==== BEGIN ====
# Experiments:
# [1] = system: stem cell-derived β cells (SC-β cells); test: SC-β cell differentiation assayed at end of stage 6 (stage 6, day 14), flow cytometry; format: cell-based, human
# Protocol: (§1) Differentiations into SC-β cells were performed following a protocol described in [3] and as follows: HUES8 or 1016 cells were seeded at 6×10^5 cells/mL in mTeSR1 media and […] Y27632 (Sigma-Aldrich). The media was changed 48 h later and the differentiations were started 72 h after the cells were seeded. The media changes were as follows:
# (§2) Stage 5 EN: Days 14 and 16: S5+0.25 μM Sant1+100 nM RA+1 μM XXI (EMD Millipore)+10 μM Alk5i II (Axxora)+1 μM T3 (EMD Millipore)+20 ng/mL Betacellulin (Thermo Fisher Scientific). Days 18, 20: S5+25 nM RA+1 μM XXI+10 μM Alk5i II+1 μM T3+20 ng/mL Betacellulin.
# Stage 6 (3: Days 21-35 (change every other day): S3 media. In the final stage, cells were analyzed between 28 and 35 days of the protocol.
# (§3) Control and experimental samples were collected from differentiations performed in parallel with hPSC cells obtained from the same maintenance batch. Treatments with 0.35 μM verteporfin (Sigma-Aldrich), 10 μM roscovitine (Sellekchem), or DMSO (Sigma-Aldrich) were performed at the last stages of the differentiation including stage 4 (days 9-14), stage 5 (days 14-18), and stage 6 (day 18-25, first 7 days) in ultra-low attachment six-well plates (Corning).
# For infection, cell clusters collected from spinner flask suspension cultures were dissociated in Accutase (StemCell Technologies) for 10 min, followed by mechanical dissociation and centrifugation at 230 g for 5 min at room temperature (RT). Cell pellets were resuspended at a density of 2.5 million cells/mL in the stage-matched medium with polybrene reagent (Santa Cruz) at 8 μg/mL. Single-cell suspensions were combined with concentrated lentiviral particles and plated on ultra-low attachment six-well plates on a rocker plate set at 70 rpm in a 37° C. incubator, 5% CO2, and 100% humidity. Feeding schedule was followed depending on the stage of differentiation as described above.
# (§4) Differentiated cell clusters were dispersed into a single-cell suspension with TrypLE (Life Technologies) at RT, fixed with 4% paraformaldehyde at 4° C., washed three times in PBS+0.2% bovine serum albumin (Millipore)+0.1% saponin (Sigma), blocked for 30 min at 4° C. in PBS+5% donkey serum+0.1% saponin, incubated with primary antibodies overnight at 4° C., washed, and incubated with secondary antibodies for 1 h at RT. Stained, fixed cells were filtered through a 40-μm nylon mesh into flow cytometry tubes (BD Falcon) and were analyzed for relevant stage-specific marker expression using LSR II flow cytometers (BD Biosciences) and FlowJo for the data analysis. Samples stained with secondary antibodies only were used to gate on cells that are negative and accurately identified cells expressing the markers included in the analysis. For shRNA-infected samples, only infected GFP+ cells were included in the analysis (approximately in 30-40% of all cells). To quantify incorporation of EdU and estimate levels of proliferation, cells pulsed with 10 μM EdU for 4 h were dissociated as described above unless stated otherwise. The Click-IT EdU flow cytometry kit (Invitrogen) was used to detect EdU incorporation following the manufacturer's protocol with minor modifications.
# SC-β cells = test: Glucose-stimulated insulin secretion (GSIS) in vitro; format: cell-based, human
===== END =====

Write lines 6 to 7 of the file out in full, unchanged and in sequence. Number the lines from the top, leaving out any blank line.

# (§3) Control and experimental samples were collected from differentiations performed in parallel with hPSC cells obtained from the same maintenance batch. Treatments with 0.35 μM verteporfin (Sigma-Aldrich), 10 μM roscovitine (Sellekchem), or DMSO (Sigma-Aldrich) were performed at the last stages of the differentiation including stage 4 (days 9-14), stage 5 (days 14-18), and stage 6 (day 18-25, first 7 days) in ultra-low attachment six-well plates (Corning).
# For infection, cell clusters collected from spinner flask suspension cultures were dissociated in Accutase (StemCell Technologies) for 10 min, followed by mechanical dissociation and centrifugation at 230 g for 5 min at room temperature (RT). Cell pellets were resuspended at a density of 2.5 million cells/mL in the stage-matched medium with polybrene reagent (Santa Cruz) at 8 μg/mL. Single-cell suspensions were combined with concentrated lentiviral particles and plated on ultra-low attachment six-well plates on a rocker plate set at 70 rpm in a 37° C. incubator, 5% CO2, and 100% humidity. Feeding schedule was followed depending on the stage of differentiation as described above.